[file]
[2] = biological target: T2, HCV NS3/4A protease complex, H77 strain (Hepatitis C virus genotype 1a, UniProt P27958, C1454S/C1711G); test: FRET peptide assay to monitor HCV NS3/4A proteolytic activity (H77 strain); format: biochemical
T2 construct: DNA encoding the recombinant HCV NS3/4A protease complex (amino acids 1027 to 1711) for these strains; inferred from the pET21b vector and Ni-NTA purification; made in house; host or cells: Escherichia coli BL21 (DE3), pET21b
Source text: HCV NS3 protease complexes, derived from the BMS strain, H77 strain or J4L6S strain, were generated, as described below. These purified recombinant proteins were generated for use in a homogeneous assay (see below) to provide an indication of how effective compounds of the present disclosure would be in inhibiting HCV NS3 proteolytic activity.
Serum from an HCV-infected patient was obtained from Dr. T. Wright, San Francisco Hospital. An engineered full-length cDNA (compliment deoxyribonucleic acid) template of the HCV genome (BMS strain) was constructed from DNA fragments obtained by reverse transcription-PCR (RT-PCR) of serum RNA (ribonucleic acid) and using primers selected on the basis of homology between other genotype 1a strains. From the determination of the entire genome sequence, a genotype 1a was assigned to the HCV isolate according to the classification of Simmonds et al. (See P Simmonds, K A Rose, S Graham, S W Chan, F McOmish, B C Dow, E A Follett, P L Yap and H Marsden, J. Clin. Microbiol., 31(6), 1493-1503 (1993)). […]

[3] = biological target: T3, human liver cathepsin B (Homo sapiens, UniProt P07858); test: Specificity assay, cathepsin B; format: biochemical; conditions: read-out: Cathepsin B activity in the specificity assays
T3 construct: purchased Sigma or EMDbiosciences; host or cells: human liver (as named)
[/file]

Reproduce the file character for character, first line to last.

[2] = biological target: T2, HCV NS3/4A protease complex, H77 strain (Hepatitis C virus genotype 1a, UniProt P27958, C1454S/C1711G); test: FRET peptide assay to monitor HCV NS3/4A proteolytic activity (H77 strain); format: biochemical
T2 construct: DNA encoding the recombinant HCV NS3/4A protease complex (amino acids 1027 to 1711) for these strains; inferred from the pET21b vector and Ni-NTA purification; made in house; host or cells: Escherichia coli BL21 (DE3), pET21b
Source text: HCV NS3 protease complexes, derived from the BMS strain, H77 strain or J4L6S strain, were generated, as described below. These purified recombinant proteins were generated for use in a homogeneous assay (see below) to provide an indication of how effective compounds of the present disclosure would be in inhibiting HCV NS3 proteolytic activity.
Serum from an HCV-infected patient was obtained from Dr. T. Wright, San Francisco Hospital. An engineered full-length cDNA (compliment deoxyribonucleic acid) template of the HCV genome (BMS strain) was constructed from DNA fragments obtained by reverse transcription-PCR (RT-PCR) of serum RNA (ribonucleic acid) and using primers selected on the basis of homology between other genotype 1a strains. From the determination of the entire genome sequence, a genotype 1a was assigned to the HCV isolate according to the classification of Simmonds et al. (See P Simmonds, K A Rose, S Graham, S W Chan, F McOmish, B C Dow, E A Follett, P L Yap and H Marsden, J. Clin. Microbiol., 31(6), 1493-1503 (1993)). […]

[3] = biological target: T3, human liver cathepsin B (Homo sapiens, UniProt P07858); test: Specificity assay, cathepsin B; format: biochemical; conditions: read-out: Cathepsin B activity in the specificity assays
T3 construct: purchased Sigma or EMDbiosciences; host or cells: human liver (as named)